The U.S. Sportsmenís Alliance is a national association of sportsmen and sportsmenís organizations that protect the rights of hunters, anglers and trappers in the courts, legislatures, at the ballot, in Congress and through public education programs. For more information about the U.S. Sportsmenís Alliance and its work, call (614) 888-4868 or visit its website, www.ussportsmen.org.
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  3. #3
    Jerry LaBella (Admin) Guest

    Default [b]
    <font color="ff0000"><font size="+1">Minnesota Dove Hunt Under the Gun
    Sportsmen&#39;s immediate action needed to protect dove hunt</font></font>


    June 4, 2007 &#40;Minnesota&#41;

    Minnesotaís mourning dove hunt, which has become a part of the stateís outdoor heritage, could become a part of the stateís history if anti-hunters have their way. Sportsmen must take immediate action to stop legislation to ban the hunt.

    House File 2501 introduced by Rep. Mike Jaros, DFLĖDuluth, and Senate File 2329, introduced by Sen. Sandra Pappas, DFL-St. Paul, are identical bills that will outlaw mourning dove hunting, and remove mourning doves from the gamebird list. The proposals have been referred to the Environment and Natural Resources Committees in their respective houses.

    ďThe antiís have a recent victory in their back pockets, having struck down Michiganís dove hunt at the ballot in 2006,Ē said Evan Huesinkveld, USSA associate director of state services. ďMinnesota sportsmen must not let the antiís use the momentum from that victory to steal one of the best hunting opportunities that sportsmen can enjoy.Ē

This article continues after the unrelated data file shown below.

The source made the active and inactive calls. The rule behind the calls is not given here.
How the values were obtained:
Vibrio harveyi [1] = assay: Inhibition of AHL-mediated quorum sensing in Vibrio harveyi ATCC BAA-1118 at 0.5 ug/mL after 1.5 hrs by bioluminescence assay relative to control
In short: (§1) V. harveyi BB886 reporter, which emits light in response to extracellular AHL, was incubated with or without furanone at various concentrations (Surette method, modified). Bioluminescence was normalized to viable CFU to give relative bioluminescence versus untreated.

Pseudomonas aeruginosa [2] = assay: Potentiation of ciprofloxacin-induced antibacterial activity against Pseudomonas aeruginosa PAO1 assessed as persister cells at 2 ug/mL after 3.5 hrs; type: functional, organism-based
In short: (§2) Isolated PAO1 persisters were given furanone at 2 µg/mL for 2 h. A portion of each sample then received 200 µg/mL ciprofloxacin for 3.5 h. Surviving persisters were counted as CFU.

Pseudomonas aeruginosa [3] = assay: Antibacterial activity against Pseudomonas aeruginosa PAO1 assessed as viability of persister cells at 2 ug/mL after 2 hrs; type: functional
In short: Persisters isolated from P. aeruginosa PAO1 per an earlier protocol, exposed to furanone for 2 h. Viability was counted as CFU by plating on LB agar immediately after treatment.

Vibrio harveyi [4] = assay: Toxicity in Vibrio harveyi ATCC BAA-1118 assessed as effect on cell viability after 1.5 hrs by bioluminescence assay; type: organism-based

The USSA worked with Minnesota sportsmenís groups to pass mourning dove hunting legislation in 2004. It also worked to establish dove hunting seasons in Ohio and Wisconsin and has defended seasons in Rhode Island and California.

    Take Action! Minnesota sportsmen should contact their representatives and senators today. Let them know you oppose HF 2501 and SF 2329 to ban mourning dove hunting. To find your legislators, click here and use the Legislative Action Center, accessible from the USSA website, www.ussportsmen.org.


  4. #2
    Jerry LaBella (Admin) Guest

    Default [b]Judge

    <font color="ff0000">Judge OKs USSAF to Represent Sportsmen in Anti-Trapping Lawsuit- &#40;12/22&#41;</font>
    Minnesota
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    A federal court judge will allow the U.S. Sportsmenís Alliance Foundation to represent trappersí interests in a second suit brought to ban trapping in Minnesota.



    The suit is one of three similar anti-trapping cases in which the USSAF is involved. The lawsuits, filed in Minnesota and Maine, will also set precedents that jeopardize hunting, fishing and trapping wherever endangered species exist.



    Chief U.S. Magistrate Judge Raymond Erickson granted the U.S. Sportsmenís Alliance Foundation &#40;USSAF&#41; and its U.S. Sportsmenís Legal Defense Fund &#40;U.S. SLDF&#41; permission to join the suit, which was brought by the Animal Protection Institute. The antiís are suing the Minnesota Department of Natural Resources claiming that since the state is home to populations of federally protected Canada lynx, bald eagles and grey wolves, all trapping of any species should be stopped to prevent incidental catch. There is no data proving this to be a problem.